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Representation of Multiple Body Parts in the Missing-Hand Territory of Congenital One-Handers


Hahamy, Avital; Macdonald, Scott N; van den Heiligenberg, Fiona; Kieliba, Paullina; Emir, Uzay; Malach, Rafael; Johansen-Berg, Heidi; Brugger, Peter; Culham, Jody C; Makin, Tamar R (2017). Representation of Multiple Body Parts in the Missing-Hand Territory of Congenital One-Handers. Current Biology, 27(9):1350-1355.

Abstract

Individuals born without one hand (congenital one-handers) provide a unique model for understanding the relationship between focal reorganization in the sensorimotor cortex and everyday behavior. We previously reported that the missing hand's territory of one-handers becomes utilized by its cortical neighbor (residual arm representation), depending on residual arm usage in daily life to substitute for the missing hand's function [1, 2]. However, the repertoire of compensatory behaviors may involve utilization of other body parts that do not cortically neighbor the hand territory. Accordingly, the pattern of brain reorganization may be more extensive [3]. Here we studied unconstrained compensatory strategies under ecological conditions in one-handers, as well as changes in activation, connectivity, and neurochemical profile in their missing hand's cortical territory. We found that compensatory behaviors in one-handers involved multiple body parts (residual arm, lips, and feet). This diversified compensatory profile was associated with large-scale cortical reorganization, regardless of cortical proximity to the hand territory. Representations of those body parts used to substitute hand function all mapped onto the cortical territory of the missing hand, as evidenced by task-based and resting-state fMRI. The missing-hand territory also exhibited reduced GABA levels, suggesting a reduction in connectional selectivity to enable the expression of diverse cortical inputs. Because the same body parts used for compensatory purposes are those showing increased representation in the missing hand's territory, we suggest that the typical hand territory may not necessarily represent the hand per se, but rather any other body part that shares the functionality of the missing hand [4].

Abstract

Individuals born without one hand (congenital one-handers) provide a unique model for understanding the relationship between focal reorganization in the sensorimotor cortex and everyday behavior. We previously reported that the missing hand's territory of one-handers becomes utilized by its cortical neighbor (residual arm representation), depending on residual arm usage in daily life to substitute for the missing hand's function [1, 2]. However, the repertoire of compensatory behaviors may involve utilization of other body parts that do not cortically neighbor the hand territory. Accordingly, the pattern of brain reorganization may be more extensive [3]. Here we studied unconstrained compensatory strategies under ecological conditions in one-handers, as well as changes in activation, connectivity, and neurochemical profile in their missing hand's cortical territory. We found that compensatory behaviors in one-handers involved multiple body parts (residual arm, lips, and feet). This diversified compensatory profile was associated with large-scale cortical reorganization, regardless of cortical proximity to the hand territory. Representations of those body parts used to substitute hand function all mapped onto the cortical territory of the missing hand, as evidenced by task-based and resting-state fMRI. The missing-hand territory also exhibited reduced GABA levels, suggesting a reduction in connectional selectivity to enable the expression of diverse cortical inputs. Because the same body parts used for compensatory purposes are those showing increased representation in the missing hand's territory, we suggest that the typical hand territory may not necessarily represent the hand per se, but rather any other body part that shares the functionality of the missing hand [4].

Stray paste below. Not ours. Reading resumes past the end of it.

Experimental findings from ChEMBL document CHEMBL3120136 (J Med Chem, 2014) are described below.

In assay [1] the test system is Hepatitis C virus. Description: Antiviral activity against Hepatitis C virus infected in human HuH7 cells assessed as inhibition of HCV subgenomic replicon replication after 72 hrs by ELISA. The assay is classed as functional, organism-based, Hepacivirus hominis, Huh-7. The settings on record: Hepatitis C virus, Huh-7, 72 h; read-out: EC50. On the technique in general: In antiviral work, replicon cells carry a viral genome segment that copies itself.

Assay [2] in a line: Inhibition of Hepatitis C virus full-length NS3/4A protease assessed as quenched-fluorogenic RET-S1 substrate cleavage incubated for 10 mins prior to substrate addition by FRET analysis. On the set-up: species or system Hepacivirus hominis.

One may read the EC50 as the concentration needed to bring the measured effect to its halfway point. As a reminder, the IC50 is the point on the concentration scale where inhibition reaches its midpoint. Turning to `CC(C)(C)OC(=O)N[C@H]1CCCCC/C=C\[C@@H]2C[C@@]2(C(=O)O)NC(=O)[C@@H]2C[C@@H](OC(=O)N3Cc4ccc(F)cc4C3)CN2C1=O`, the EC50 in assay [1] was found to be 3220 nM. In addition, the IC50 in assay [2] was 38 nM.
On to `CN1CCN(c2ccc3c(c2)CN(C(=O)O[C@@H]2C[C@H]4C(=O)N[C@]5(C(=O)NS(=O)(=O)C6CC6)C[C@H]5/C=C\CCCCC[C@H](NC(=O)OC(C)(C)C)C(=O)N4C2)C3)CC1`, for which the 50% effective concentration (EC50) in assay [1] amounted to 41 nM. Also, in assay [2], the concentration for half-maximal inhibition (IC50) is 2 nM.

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Additional indexing

Item Type:Journal Article, refereed, original work
Communities & Collections:04 Faculty of Medicine > University Hospital Zurich > Clinic for Neurology
Dewey Decimal Classification:610 Medicine & health
Uncontrolled Keywords:General Biochemistry, Genetics and Molecular Biology, General Agricultural and Biological Sciences
Language:English
Date:8 May 2017
Deposited On:08 Feb 2018 14:30
Last Modified:19 Aug 2018 11:01
Publisher:Cell Press (Elsevier)
ISSN:0960-9822
OA Status:Hybrid
Free access at:PubMed ID. An embargo period may apply.
Publisher DOI:https://doi.org/10.1016/j.cub.2017.03.053
PubMed ID:28434861

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